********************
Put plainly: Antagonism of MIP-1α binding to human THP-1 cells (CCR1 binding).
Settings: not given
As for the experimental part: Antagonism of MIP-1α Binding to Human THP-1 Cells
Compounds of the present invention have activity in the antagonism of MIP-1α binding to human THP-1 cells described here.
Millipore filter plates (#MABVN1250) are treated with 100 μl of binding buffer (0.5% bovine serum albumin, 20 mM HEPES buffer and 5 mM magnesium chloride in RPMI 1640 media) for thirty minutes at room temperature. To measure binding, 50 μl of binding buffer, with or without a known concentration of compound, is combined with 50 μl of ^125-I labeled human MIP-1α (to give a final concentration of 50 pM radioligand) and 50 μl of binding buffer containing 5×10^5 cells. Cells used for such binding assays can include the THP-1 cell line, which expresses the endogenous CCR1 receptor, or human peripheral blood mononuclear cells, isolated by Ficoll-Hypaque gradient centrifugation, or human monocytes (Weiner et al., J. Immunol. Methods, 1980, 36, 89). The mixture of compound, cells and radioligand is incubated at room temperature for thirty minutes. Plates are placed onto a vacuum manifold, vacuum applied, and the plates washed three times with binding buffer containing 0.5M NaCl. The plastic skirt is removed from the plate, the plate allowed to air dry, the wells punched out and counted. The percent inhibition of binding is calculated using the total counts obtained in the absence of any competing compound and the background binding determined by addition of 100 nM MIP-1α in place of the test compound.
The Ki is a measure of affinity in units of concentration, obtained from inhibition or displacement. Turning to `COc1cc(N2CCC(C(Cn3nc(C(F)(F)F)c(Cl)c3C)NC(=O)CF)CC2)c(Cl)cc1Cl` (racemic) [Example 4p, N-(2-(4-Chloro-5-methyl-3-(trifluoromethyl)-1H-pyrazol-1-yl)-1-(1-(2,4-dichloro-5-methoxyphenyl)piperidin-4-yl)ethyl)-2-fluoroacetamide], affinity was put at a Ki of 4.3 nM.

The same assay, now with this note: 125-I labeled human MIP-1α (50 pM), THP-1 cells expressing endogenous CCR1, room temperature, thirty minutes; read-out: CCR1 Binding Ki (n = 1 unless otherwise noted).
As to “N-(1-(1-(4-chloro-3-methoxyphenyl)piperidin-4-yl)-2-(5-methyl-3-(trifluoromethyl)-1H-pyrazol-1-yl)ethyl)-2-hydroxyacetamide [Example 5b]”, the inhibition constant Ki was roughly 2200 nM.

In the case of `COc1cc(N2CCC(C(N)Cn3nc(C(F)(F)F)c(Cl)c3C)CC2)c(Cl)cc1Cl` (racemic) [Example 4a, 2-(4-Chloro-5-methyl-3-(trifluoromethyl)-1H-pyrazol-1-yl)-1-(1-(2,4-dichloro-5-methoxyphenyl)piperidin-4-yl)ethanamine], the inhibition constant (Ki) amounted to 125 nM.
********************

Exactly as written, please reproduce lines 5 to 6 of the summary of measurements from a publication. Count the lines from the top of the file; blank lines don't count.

Millipore filter plates (#MABVN1250) are treated with 100 μl of binding buffer (0.5% bovine serum albumin, 20 mM HEPES buffer and 5 mM magnesium chloride in RPMI 1640 media) for thirty minutes at room temperature. To measure binding, 50 μl of binding buffer, with or without a known concentration of compound, is combined with 50 μl of ^125-I labeled human MIP-1α (to give a final concentration of 50 pM radioligand) and 50 μl of binding buffer containing 5×10^5 cells. Cells used for such binding assays can include the THP-1 cell line, which expresses the endogenous CCR1 receptor, or human peripheral blood mononuclear cells, isolated by Ficoll-Hypaque gradient centrifugation, or human monocytes (Weiner et al., J. Immunol. Methods, 1980, 36, 89). The mixture of compound, cells and radioligand is incubated at room temperature for thirty minutes. Plates are placed onto a vacuum manifold, vacuum applied, and the plates washed three times with binding buffer containing 0.5M NaCl. The plastic skirt is removed from the plate, the plate allowed to air dry, the wells punched out and counted. The percent inhibition of binding is calculated using the total counts obtained in the absence of any competing compound and the background binding determined by addition of 100 nM MIP-1α in place of the test compound.
The Ki is a measure of affinity in units of concentration, obtained from inhibition or displacement. Turning to `COc1cc(N2CCC(C(Cn3nc(C(F)(F)F)c(Cl)c3C)NC(=O)CF)CC2)c(Cl)cc1Cl` (racemic) [Example 4p, N-(2-(4-Chloro-5-methyl-3-(trifluoromethyl)-1H-pyrazol-1-yl)-1-(1-(2,4-dichloro-5-methoxyphenyl)piperidin-4-yl)ethyl)-2-fluoroacetamide], affinity was put at a Ki of 4.3 nM.